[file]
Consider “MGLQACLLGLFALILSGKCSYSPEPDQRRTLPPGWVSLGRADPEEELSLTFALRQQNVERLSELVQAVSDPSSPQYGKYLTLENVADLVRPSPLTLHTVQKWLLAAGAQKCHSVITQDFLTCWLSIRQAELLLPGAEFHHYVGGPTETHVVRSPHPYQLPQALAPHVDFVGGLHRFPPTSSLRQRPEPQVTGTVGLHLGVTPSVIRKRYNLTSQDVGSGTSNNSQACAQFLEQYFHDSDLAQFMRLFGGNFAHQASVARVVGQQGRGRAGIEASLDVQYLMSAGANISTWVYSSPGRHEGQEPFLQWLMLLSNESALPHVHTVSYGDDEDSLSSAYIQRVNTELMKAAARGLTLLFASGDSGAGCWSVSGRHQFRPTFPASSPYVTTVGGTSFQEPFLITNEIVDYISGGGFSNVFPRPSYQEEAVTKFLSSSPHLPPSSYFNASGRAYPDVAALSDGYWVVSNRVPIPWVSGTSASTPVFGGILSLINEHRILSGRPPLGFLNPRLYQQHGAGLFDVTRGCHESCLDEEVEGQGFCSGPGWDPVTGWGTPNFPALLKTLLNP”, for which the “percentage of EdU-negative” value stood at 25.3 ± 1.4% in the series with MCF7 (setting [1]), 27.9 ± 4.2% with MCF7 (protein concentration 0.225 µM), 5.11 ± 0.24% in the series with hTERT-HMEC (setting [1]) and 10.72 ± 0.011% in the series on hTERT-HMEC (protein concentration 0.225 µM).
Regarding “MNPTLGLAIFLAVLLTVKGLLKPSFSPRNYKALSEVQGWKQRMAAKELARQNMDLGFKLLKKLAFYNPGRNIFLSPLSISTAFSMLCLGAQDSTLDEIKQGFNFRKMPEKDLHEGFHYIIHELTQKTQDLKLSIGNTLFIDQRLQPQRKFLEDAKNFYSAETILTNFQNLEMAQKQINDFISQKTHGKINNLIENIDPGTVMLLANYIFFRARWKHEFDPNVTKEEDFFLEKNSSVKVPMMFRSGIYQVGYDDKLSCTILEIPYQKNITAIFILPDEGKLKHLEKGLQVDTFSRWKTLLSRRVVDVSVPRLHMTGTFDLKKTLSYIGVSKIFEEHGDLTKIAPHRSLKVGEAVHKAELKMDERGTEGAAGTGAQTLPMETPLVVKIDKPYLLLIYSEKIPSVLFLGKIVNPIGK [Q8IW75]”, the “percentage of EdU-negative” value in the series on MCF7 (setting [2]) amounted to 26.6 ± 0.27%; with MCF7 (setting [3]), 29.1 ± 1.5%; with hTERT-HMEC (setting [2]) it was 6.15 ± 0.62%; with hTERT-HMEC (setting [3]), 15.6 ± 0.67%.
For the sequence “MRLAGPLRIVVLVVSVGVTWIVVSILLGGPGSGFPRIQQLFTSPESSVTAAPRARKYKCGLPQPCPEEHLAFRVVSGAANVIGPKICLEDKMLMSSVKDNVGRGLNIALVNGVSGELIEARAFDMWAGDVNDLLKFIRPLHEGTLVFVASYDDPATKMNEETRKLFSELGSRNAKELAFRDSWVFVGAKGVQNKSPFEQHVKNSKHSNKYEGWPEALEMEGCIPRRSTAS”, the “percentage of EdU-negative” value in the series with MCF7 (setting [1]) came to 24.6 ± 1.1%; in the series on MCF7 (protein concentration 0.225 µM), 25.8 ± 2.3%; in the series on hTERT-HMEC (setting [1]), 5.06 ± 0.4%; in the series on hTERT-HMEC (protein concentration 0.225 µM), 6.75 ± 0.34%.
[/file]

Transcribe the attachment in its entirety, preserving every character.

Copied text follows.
Consider “MGLQACLLGLFALILSGKCSYSPEPDQRRTLPPGWVSLGRADPEEELSLTFALRQQNVERLSELVQAVSDPSSPQYGKYLTLENVADLVRPSPLTLHTVQKWLLAAGAQKCHSVITQDFLTCWLSIRQAELLLPGAEFHHYVGGPTETHVVRSPHPYQLPQALAPHVDFVGGLHRFPPTSSLRQRPEPQVTGTVGLHLGVTPSVIRKRYNLTSQDVGSGTSNNSQACAQFLEQYFHDSDLAQFMRLFGGNFAHQASVARVVGQQGRGRAGIEASLDVQYLMSAGANISTWVYSSPGRHEGQEPFLQWLMLLSNESALPHVHTVSYGDDEDSLSSAYIQRVNTELMKAAARGLTLLFASGDSGAGCWSVSGRHQFRPTFPASSPYVTTVGGTSFQEPFLITNEIVDYISGGGFSNVFPRPSYQEEAVTKFLSSSPHLPPSSYFNASGRAYPDVAALSDGYWVVSNRVPIPWVSGTSASTPVFGGILSLINEHRILSGRPPLGFLNPRLYQQHGAGLFDVTRGCHESCLDEEVEGQGFCSGPGWDPVTGWGTPNFPALLKTLLNP”, for which the “percentage of EdU-negative” value stood at 25.3 ± 1.4% in the series with MCF7 (setting [1]), 27.9 ± 4.2% with MCF7 (protein concentration 0.225 µM), 5.11 ± 0.24% in the series with hTERT-HMEC (setting [1]) and 10.72 ± 0.011% in the series on hTERT-HMEC (protein concentration 0.225 µM).
Regarding “MNPTLGLAIFLAVLLTVKGLLKPSFSPRNYKALSEVQGWKQRMAAKELARQNMDLGFKLLKKLAFYNPGRNIFLSPLSISTAFSMLCLGAQDSTLDEIKQGFNFRKMPEKDLHEGFHYIIHELTQKTQDLKLSIGNTLFIDQRLQPQRKFLEDAKNFYSAETILTNFQNLEMAQKQINDFISQKTHGKINNLIENIDPGTVMLLANYIFFRARWKHEFDPNVTKEEDFFLEKNSSVKVPMMFRSGIYQVGYDDKLSCTILEIPYQKNITAIFILPDEGKLKHLEKGLQVDTFSRWKTLLSRRVVDVSVPRLHMTGTFDLKKTLSYIGVSKIFEEHGDLTKIAPHRSLKVGEAVHKAELKMDERGTEGAAGTGAQTLPMETPLVVKIDKPYLLLIYSEKIPSVLFLGKIVNPIGK [Q8IW75]”, the “percentage of EdU-negative” value in the series on MCF7 (setting [2]) amounted to 26.6 ± 0.27%; with MCF7 (setting [3]), 29.1 ± 1.5%; with hTERT-HMEC (setting [2]) it was 6.15 ± 0.62%; with hTERT-HMEC (setting [3]), 15.6 ± 0.67%.
For the sequence “MRLAGPLRIVVLVVSVGVTWIVVSILLGGPGSGFPRIQQLFTSPESSVTAAPRARKYKCGLPQPCPEEHLAFRVVSGAANVIGPKICLEDKMLMSSVKDNVGRGLNIALVNGVSGELIEARAFDMWAGDVNDLLKFIRPLHEGTLVFVASYDDPATKMNEETRKLFSELGSRNAKELAFRDSWVFVGAKGVQNKSPFEQHVKNSKHSNKYEGWPEALEMEGCIPRRSTAS”, the “percentage of EdU-negative” value in the series with MCF7 (setting [1]) came to 24.6 ± 1.1%; in the series on MCF7 (protein concentration 0.225 µM), 25.8 ± 2.3%; in the series on hTERT-HMEC (setting [1]), 5.06 ± 0.4%; in the series on hTERT-HMEC (protein concentration 0.225 µM), 6.75 ± 0.34%.